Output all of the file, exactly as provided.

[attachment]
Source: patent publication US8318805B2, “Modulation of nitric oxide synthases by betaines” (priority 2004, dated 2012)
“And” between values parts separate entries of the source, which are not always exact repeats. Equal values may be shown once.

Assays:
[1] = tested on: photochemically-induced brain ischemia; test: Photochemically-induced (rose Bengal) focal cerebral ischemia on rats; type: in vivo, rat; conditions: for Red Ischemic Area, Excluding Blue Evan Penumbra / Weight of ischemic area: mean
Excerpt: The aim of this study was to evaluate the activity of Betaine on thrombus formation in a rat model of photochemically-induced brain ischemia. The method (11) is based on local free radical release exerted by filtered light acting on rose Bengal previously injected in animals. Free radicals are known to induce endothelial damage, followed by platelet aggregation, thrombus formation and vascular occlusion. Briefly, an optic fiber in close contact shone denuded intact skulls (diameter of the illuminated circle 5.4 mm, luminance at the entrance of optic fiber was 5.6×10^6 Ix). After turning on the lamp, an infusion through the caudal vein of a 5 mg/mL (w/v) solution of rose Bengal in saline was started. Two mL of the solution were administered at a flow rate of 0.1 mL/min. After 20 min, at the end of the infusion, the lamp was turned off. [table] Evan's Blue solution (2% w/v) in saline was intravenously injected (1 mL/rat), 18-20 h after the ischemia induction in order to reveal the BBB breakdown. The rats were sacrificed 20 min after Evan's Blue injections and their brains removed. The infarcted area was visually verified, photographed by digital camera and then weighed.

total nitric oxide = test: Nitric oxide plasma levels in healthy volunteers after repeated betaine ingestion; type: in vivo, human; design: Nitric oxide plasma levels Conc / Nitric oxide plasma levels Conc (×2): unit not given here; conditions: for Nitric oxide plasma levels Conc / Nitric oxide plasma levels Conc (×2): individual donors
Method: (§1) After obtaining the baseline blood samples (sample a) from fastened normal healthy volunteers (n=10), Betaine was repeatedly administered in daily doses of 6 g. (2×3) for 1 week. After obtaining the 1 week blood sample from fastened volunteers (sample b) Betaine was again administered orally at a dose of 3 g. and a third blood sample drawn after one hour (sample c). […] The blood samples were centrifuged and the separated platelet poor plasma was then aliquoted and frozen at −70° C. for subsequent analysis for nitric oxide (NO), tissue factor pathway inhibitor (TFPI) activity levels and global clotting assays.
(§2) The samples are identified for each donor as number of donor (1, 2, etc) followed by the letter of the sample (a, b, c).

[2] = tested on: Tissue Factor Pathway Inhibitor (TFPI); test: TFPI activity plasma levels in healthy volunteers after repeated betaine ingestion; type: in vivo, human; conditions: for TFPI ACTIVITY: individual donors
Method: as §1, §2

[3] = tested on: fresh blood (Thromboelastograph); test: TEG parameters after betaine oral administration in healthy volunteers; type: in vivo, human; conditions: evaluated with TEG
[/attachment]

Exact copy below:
Source: patent publication US8318805B2, “Modulation of nitric oxide synthases by betaines” (priority 2004, dated 2012)
“And” between values parts separate entries of the source, which are not always exact repeats. Equal values may be shown once.

Assays:
[1] = tested on: photochemically-induced brain ischemia; test: Photochemically-induced (rose Bengal) focal cerebral ischemia on rats; type: in vivo, rat; conditions: for Red Ischemic Area, Excluding Blue Evan Penumbra / Weight of ischemic area: mean
Excerpt: The aim of this study was to evaluate the activity of Betaine on thrombus formation in a rat model of photochemically-induced brain ischemia. The method (11) is based on local free radical release exerted by filtered light acting on rose Bengal previously injected in animals. Free radicals are known to induce endothelial damage, followed by platelet aggregation, thrombus formation and vascular occlusion. Briefly, an optic fiber in close contact shone denuded intact skulls (diameter of the illuminated circle 5.4 mm, luminance at the entrance of optic fiber was 5.6×10^6 Ix). After turning on the lamp, an infusion through the caudal vein of a 5 mg/mL (w/v) solution of rose Bengal in saline was started. Two mL of the solution were administered at a flow rate of 0.1 mL/min. After 20 min, at the end of the infusion, the lamp was turned off. [table] Evan's Blue solution (2% w/v) in saline was intravenously injected (1 mL/rat), 18-20 h after the ischemia induction in order to reveal the BBB breakdown. The rats were sacrificed 20 min after Evan's Blue injections and their brains removed. The infarcted area was visually verified, photographed by digital camera and then weighed.

total nitric oxide = test: Nitric oxide plasma levels in healthy volunteers after repeated betaine ingestion; type: in vivo, human; design: Nitric oxide plasma levels Conc / Nitric oxide plasma levels Conc (×2): unit not given here; conditions: for Nitric oxide plasma levels Conc / Nitric oxide plasma levels Conc (×2): individual donors
Method: (§1) After obtaining the baseline blood samples (sample a) from fastened normal healthy volunteers (n=10), Betaine was repeatedly administered in daily doses of 6 g. (2×3) for 1 week. After obtaining the 1 week blood sample from fastened volunteers (sample b) Betaine was again administered orally at a dose of 3 g. and a third blood sample drawn after one hour (sample c). […] The blood samples were centrifuged and the separated platelet poor plasma was then aliquoted and frozen at −70° C. for subsequent analysis for nitric oxide (NO), tissue factor pathway inhibitor (TFPI) activity levels and global clotting assays.
(§2) The samples are identified for each donor as number of donor (1, 2, etc) followed by the letter of the sample (a, b, c).

[2] = tested on: Tissue Factor Pathway Inhibitor (TFPI); test: TFPI activity plasma levels in healthy volunteers after repeated betaine ingestion; type: in vivo, human; conditions: for TFPI ACTIVITY: individual donors
Method: as §1, §2

[3] = tested on: fresh blood (Thromboelastograph); test: TEG parameters after betaine oral administration in healthy volunteers; type: in vivo, human; conditions: evaluated with TEG